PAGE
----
Windows Confidential: Beware the Balloon

It’s sometimes better not to take your first opportunity. You must have patience, grasshopper.

Raymond Chen

When Windows Explorer added the ability for programs to display a balloon tip in the notification area, it was accompanied by a rather nasty bug.

You would be enjoying yourself in a full-screen program, like a DirectX game or a command prompt in full-screen mode—OK, so maybe you weren’t actually enjoying the command prompt, but let’s say you were for the purpose of this story. Then without warning, you would be taken out of your full-screen program and jolted back to the desktop.

At that point, Explorer would play that characteristic pop sound. A balloon tip would appear in the notification area informing you of some completely irrelevant and frivolous event. It could be a reminder that you haven’t run a backup in the last week; or it could be telling you that your print job has completed; or it could be a notification that Windows recovered from some meaningless fluctuation in your wireless network signal and everything is just fine.

This particular bug got a lot of attention from upper management at the daily project status meeting. They called the Explorer team representative on the carpet over this pernicious little bug. How arrogant of Explorer to rip the user out of whatever they were doing just to display some completely insignificant message.

The Explorer team representative had no good explanation at first. “We don’t know what’s causing it. It’s not supposed to be happening. We agree this is bad behavior and we’re trying to get to the bottom of it.”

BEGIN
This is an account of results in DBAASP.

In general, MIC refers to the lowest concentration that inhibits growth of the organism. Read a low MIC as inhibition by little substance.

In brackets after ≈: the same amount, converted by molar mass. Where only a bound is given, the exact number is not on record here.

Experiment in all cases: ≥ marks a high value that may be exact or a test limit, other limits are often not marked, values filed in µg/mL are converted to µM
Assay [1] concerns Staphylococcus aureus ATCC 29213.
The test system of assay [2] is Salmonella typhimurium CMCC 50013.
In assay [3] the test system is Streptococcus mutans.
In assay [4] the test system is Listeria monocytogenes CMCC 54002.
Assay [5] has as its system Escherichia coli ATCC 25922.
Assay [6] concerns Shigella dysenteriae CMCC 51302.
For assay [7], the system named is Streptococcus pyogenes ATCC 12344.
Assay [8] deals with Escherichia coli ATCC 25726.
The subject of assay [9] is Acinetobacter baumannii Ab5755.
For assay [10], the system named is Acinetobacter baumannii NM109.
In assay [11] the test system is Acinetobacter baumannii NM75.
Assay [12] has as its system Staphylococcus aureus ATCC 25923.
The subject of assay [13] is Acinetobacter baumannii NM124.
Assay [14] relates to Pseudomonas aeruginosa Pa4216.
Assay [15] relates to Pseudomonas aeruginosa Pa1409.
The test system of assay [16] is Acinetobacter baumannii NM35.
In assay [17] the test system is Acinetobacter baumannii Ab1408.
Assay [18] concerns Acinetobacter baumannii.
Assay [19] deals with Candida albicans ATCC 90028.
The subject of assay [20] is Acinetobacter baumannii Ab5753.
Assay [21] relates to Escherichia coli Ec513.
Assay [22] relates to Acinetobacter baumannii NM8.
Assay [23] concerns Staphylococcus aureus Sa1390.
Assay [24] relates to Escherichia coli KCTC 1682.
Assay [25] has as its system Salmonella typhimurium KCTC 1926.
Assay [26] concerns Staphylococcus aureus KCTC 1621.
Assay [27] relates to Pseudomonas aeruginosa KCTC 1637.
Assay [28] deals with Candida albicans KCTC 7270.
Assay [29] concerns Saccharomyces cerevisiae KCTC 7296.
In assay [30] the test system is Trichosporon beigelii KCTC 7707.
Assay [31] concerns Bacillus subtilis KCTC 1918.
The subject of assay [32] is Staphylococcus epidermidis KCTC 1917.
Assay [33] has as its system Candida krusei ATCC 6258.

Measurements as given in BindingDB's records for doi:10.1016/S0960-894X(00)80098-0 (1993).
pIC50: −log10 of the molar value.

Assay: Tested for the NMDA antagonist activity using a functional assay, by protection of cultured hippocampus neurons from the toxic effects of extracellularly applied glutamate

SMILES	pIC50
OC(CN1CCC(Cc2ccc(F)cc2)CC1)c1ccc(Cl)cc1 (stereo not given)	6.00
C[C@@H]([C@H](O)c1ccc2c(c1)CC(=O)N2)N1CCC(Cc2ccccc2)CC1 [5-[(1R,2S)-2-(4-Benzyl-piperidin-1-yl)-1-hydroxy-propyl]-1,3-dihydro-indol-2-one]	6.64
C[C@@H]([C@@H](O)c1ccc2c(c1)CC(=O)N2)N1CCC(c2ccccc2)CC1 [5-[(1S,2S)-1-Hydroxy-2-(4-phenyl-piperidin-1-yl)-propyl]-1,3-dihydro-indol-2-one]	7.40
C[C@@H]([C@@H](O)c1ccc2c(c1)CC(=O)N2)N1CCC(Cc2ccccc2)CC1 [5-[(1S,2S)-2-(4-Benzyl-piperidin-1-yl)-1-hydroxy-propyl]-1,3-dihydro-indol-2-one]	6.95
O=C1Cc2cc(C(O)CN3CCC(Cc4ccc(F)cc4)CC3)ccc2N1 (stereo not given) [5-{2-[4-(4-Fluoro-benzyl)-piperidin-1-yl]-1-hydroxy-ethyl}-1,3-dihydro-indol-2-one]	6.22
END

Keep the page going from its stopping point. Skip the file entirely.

The investigation took a few days, but eventually the Explorer team did find the source of the unwanted behavior. The design of the balloon tips is such that if the user is busy in a full-screen application, then Explorer suppresses the balloon tips until the user exits full-screen mode. It’s the polite thing to do.

Therefore, balloon tips should never take the user out of full-screen mode. In fact, to the contrary, balloon tips go out of their way to respect full-screen mode and patiently wait for the user to return to the desktop.

It wasn’t Explorer that was taking the user out of the full-screen application. What was happening was that some other part of Windows was doing something that kicked applications out of full-screen mode and jerking the user back to the desktop. Once they identified the offending component, the source of the problem was tracked down and easily fixed.

Why was all the initial attention focused on the balloon tip if it wasn’t the cause of the problem? Once that rogue component kicked the user out of full-screen mode, Explorer would notice the user had returned to the desktop. It said, “Ah, now’s the moment I’ve been patiently waiting for. It’s now safe to display my balloon tip."

The net effect of this sequence of events was that it appeared as if Explorer had taken the user out of full-screen mode in order to display its balloon tip, rather than Explorer merely taking advantage of somebody else’s mistake.

The solution to this problem of perception was quite simple: When the user exits a full-screen application and returns to the desktop, Explorer doesn’t react immediately. It waits a few seconds before showing the balloon tip. This straightforward change completely altered how users interpreted the situation.

That change worked. After the Explorer team made that little change, the complaints about balloon tips stealing focus stopped. It’s sometimes better not to take your first opportunity.

Raymond Chen

Raymond Chen's* Web site, The Old New Thing, and identically titled book (Addison-Wesley, 2007) deals with Windows history, Win32 programming and the illusory repair powers of black electrical tape.*